One thing we really got a kick out of was watching the phalaropes hopping up and down to fetch flies right out of the air. I’ve never seen them forage this way before. They usually swim in tight circles to form a vortex in the water which draws insects up to the surface. Take a look at the video below.

Wilson’s Phalaropes foraging at Indian Creek Reservoir, Ada County. July 28, 2013.

We seem to find ourselves out at Indian Creek around sunset time quite frequently. It’s so easy to just add one more stop on the way home anytime we’re out that direction from town. The sunset is always beautiful out here.

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Sunset at Indian Creek Reservoir, Ada County. July 28, 2013.

Monday, October 21, 2013

Gulls, grebes, and the heebie-jeebies at Lake Lowell

Towards the end of July we made a trip out to Lake Lowell, focusing on the lower dam area on the western side of the lake. Fall migration starts early in the season for breeders from the far north, and there were good numbers of birds already heading south using the lake as a rest stop.

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Lake Lowell from the lower dam area, Canyon County, July 27, 2013.

Out on the muck was a good mix of shorebirds and gulls. First we spotted a few Killdeers and Black-necked Stilts.

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Killdeer and Black-necked Stilt at Lake Lowell lower dam area, Canyon County. July 27, 2013.

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Killdeer and Black-necked Stilts at Lake Lowell lower dam area, Canyon County. July 27, 2013.

We had a nice gathering of Wilson’s Phalaropes. In their non-breeding plumage, these guys can take an extra minute to ID from a distance.

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Wilson’s Phalaropes at Lake Lowell lower dam area, Canyon County. July 27, 2013.

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Wilson’s Phalaropes at Lake Lowell lower dam area, Canyon County. July 27, 2013.

Other stretches of the muck had more gulls and terns, such as this Caspian Tern enjoying a nice meal.

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Caspian Tern at Lake Lowell lower dam area, Canyon County. July 27, 2013.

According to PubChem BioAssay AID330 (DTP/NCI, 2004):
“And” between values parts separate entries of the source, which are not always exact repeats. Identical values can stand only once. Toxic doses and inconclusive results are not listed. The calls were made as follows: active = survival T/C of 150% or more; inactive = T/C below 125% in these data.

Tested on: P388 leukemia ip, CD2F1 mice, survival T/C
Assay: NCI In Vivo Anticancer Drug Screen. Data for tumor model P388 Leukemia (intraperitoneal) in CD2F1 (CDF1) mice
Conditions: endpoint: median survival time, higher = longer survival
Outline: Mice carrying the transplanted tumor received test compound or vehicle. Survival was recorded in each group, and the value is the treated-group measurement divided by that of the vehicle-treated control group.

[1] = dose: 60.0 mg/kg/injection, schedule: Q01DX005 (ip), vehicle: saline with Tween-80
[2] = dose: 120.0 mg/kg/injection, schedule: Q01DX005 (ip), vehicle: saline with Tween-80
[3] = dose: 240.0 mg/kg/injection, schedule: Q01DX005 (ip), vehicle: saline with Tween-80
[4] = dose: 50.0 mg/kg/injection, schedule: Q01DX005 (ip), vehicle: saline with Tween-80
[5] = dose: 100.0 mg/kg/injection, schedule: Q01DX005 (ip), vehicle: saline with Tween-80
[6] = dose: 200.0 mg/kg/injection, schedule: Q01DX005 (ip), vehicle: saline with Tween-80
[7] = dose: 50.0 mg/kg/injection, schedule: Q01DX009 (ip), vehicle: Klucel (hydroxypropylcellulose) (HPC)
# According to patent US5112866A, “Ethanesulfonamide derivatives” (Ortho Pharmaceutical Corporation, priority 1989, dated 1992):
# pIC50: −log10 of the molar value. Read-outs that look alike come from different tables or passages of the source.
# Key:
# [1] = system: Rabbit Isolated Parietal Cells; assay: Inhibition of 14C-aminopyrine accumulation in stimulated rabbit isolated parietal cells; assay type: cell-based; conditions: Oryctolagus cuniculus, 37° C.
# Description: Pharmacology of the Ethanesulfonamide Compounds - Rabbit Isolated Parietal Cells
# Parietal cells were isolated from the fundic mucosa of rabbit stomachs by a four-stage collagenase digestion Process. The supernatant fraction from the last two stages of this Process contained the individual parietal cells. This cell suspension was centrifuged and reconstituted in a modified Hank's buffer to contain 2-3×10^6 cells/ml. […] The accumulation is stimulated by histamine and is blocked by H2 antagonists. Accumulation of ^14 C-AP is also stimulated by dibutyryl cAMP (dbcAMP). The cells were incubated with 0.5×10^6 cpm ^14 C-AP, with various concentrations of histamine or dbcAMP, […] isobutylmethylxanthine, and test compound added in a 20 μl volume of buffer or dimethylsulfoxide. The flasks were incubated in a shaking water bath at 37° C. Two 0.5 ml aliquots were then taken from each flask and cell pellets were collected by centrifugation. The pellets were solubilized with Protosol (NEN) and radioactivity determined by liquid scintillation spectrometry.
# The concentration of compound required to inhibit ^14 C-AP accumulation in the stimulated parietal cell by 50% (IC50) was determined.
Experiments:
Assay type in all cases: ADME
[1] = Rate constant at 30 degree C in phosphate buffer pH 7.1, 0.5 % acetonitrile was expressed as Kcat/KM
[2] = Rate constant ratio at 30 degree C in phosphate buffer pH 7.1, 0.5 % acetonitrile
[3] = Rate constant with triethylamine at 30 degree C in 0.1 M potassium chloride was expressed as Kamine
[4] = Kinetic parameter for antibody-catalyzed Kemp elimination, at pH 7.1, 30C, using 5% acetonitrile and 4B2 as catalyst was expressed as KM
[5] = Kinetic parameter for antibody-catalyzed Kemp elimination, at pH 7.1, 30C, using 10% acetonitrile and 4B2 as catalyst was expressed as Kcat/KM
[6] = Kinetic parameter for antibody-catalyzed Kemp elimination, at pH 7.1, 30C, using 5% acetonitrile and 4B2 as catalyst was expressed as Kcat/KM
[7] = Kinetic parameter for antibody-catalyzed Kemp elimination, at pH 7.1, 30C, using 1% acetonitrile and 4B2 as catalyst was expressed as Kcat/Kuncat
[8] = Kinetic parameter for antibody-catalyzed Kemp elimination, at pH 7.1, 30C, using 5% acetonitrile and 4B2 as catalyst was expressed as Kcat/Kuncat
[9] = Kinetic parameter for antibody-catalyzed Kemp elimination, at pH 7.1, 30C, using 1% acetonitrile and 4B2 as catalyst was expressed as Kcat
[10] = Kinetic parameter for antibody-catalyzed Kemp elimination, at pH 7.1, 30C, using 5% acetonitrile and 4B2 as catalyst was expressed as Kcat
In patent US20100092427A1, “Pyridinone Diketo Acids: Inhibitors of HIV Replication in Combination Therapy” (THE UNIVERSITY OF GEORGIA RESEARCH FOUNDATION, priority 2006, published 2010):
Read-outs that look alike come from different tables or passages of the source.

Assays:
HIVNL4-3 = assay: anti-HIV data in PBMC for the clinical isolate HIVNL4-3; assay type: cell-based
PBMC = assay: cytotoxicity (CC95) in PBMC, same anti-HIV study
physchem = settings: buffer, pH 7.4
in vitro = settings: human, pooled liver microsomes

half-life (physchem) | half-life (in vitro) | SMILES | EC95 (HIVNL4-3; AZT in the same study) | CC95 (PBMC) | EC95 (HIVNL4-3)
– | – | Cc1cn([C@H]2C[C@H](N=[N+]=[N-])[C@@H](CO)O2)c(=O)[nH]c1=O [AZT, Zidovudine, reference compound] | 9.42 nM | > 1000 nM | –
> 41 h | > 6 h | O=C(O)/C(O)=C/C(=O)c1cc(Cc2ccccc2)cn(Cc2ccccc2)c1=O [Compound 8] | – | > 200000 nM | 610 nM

There was an impressive mixed flock of Ring-billed and California gulls.

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Caspian Tern, as well as Ring-billed and California Gulls at Lake Lowell lower dam area, Canyon County. July 27, 2013.

Western Sandpipers were mixed in at a few spots.

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Western Sandpipers with Ring-billed Gulls at Lake Lowell lower dam area, Canyon County. July 27, 2013.

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Western Sandpipers at Lake Lowell lower dam area, Canyon County. July 27, 2013.

Out in the deeper water there were lots of Western and Clark’s Grebes.

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Western Grebes at Lake Lowell lower dam area, Canyon County. July 27, 2013.

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Western Grebe at Lake Lowell lower dam area, Canyon County. July 27, 2013.

On the north end of the dam, near the swim beach, we had mostly California Gulls. It was probably the greatest number of California Gulls we’ve seen in one area so far.

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California Gull at Lake Lowell lower dam area, Canyon County. July 27, 2013.

It’s always fun to watch birds play with their food. We watched this Ring-billed Gull toss his food around for several minutes before he finally decided to chomp it down.

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Ring-billed Gull at Lake Lowell lower dam area, Canyon County. July 27, 2013.

In addition to scoping out the birds out on the mud, we also took a stroll through a bit of riparian habitat near the southern end of the dam. We’ve birded this patch of woods several times, and have never seen it quite like this.

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Wooded area near the Lake Lowell lower dam area, Canyon County. July 27, 2013.

It was an eerie feeling walking through the woods. It was amazing how quiet it was in there, we didn’t here or see a single bird during the whole walk.

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Wooded area near the Lake Lowell lower dam area, Canyon County. July 27, 2013.

I’m not sure what exactly was covering everything, or if this happens every year, but it looked like the trees had shed a tremendous volume of some kind of fluffy seed matter that was coating everything.

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Wooded area near the Lake Lowell lower dam area, Canyon County. July 27, 2013.

Adding to the eerie feeling was the number of dead things decaying on the ground, including fish, and unfortunately, what looks to be a domestic dog (not pictured, the image was too gruesome!).

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Wooded area near the Lake Lowell lower dam area, Canyon County. July 27, 2013.

Thursday, October 17, 2013

Black-throated Sparrows in Owyhee County